Not one to actively make an effort in watching sports live, an invite floats along to check out the Kings in the third game of the 2003 NBL Semi-Finals. The series was tied one a piece, with the respective teams winning away games. Given their outing at the quarter finals there was hope that the Kings would make Sydney proud and move on to the Grand Finals.
It was The Gas. A cover band rocking it dead centre of the court leading up to the minutes before tip-off. Fortunately we had seats positioned for the sponsors and weren't watching them behind their backs. I'd been informed that the entertainment at the Entertainment Centre hadn't been much to write about. That hasn't ever stopped anyone though. Barry White brings a heaving mass of sweaty questionability to mind. But that's another spectacle and the game that night was filled with the intensity I've been lucky enough to witness the Kings execute twice previously.
Basketball is a pretty fast game with so many events that happen in seconds. Blink and you'll miss it, just the kind of reaction the Townsville coach took when he noticed his team were down by 12 in the first few minutes of play. Time out was called and this would only be the first of many more to come.
Cue the Stone Age Lion. Not one to disappoint the crowd the Lion ran out to dance with an inflatable crocodile. All seemed civil until the breaks in the beat with a feel of smashing came over and took the Lion to slamming the croc. The crowd erupted and it seemed as if the eyes of the Lion fed on that. The song would go on for only a minute but the rage within the Lion carried over into the crowd where he continued to deal out his brand of justice as the game was brought back into play.
The timeout did nothing for the visiting team as they were rightly punished as soon as they stepped back on court. It must have been time for collecting dues as it seemed as though no one on court was going to leave that night without grabbing a few fouls for themselves and their team. Speaking of which, the Crocodiles managed to exceed their team limit a number of times sending the Kings to the free-throw. Opportunities were lost with a dismal turnover in the charity points.
Slowing down the game must have been the one thing the Crocs wanted and the fans couldn't stand for. The amount of times the refs would just stand on the line making sure things were in order before restarting the game rivalled that of the floorboys wiping up the sweat and moisture off the court. Can't help but think that there might have been two games going on that night. One between the athletes and one between the workers. A deft Williams three-pointer closed out the first period.
Quarter time and the pain was starting to set into the visiting bench. They were down by 20 at this stage.
With the English speaking world at War with the Middle-East the Lion's canon of choice for dispersing the shirts into the crowd was replaced by a good old slingshot. It seems as though the technologically upped power in the air cannon could not match the reach of the simple three person slingshot. Way up and into the stands the shirts flew and bounced about before landing in the hands and elbows of the fans.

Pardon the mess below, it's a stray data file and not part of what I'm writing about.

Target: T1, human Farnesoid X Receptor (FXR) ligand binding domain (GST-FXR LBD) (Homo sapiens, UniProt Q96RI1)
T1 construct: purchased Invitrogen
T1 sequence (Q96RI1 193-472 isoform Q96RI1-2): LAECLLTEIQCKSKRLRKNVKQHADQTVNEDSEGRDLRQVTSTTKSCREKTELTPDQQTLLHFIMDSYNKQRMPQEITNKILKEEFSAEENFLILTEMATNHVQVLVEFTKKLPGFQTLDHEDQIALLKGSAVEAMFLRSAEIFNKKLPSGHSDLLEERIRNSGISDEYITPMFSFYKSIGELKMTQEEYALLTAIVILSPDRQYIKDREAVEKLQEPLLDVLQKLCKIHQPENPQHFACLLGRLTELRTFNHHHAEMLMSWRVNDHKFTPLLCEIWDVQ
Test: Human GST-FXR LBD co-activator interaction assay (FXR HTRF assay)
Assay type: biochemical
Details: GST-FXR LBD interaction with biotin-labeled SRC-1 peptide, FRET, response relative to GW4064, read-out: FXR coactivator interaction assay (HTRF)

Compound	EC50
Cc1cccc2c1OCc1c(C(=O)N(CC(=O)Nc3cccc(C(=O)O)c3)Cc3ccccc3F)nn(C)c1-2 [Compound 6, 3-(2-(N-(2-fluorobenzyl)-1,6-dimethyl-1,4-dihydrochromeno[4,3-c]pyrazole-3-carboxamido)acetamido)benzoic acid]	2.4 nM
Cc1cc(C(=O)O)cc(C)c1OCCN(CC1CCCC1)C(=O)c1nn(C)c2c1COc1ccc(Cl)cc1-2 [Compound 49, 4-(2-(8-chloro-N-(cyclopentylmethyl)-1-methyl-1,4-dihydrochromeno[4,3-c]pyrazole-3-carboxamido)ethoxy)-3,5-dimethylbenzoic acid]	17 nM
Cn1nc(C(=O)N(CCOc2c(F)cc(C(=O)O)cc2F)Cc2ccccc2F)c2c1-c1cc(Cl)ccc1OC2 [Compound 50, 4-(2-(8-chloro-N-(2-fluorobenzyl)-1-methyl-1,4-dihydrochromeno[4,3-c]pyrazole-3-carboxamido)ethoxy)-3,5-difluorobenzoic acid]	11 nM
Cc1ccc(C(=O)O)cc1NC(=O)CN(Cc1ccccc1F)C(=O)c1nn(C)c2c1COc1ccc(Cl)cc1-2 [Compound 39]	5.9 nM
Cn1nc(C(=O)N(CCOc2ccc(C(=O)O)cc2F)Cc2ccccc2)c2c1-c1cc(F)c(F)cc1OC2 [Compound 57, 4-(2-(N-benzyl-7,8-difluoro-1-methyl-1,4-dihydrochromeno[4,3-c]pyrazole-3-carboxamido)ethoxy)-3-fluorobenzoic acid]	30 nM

The second quarter featured more of the Kings keeping the Crocodiles in at least a 15 point bay. No alley-ooping, a few slam dunks a few and drives up the court featured heavily. Everyone could see the lustre sheening off the Top End invaders getting it good.
In another timeout the Lion would run and grab himself a few polariods with the fans. And pull out a planted dancer in one of the corporate boxes. Townsville were entitled to their time outs and it looked like they were going to eke as much nothing out of it as they could. The Kings only called two or three for the entire game.
Half-time. The Gas came back on and belted out a few more covers including Blur's Song 2, and Lenny Kravitz' Are You Gonna Go My Way? As soon as one of the announcers pointed out Brett Lee in attendance he was mugged for autographs. The Lion didn't want to miss out, getting a few polariods with the cricketer. I'm not sure but I think whoever's in that suit has to have a little playful anger to really pull it off.
The third quarter was pretty much as one sided as the previous two.
Some girl came out, shot three of four baskets and walked away with a full year's membership to some golf course.
Then the forth and last quarter. And the fear. Up to this point the Kings were playing rather solidly and looked to have the game sewn up shorter than their shorts. Perhaps it was this confidence that led to a little - slight even - resurgence in the performance of the Crocodiles. It didn't please the fans none too much when the Kings also happened to get a whole lot more sloppy with their handling of the ball. Turnovers were rife and the fans were on the edge of their seats. I think I may have shunted a few disks during the night. Anyway, the final minute crept up and everyone like a wave stood to their feet. The margin was getting tighter and tighter and it looked like Sydney were going to have to wait yet another year for their chance at the prize. The teams were already on the court before the clock disappeared for another night.
114 - 99. For the first time in 16 years, the Kings were going to the Grand Final.
The requisite blaring of the horns kept those stuck on one exit of the emptying carpark tuned in. The volume of the cheering fans during the game caused what could only be heard as a rupturing of the eardrums and it was only the absence of blood that noted otherwise.
Game One of the 2002/2003 NBL Grand Finals - Entertainment Centre Thursday March 3.
Reviewed on Tuesday, 1 April 2003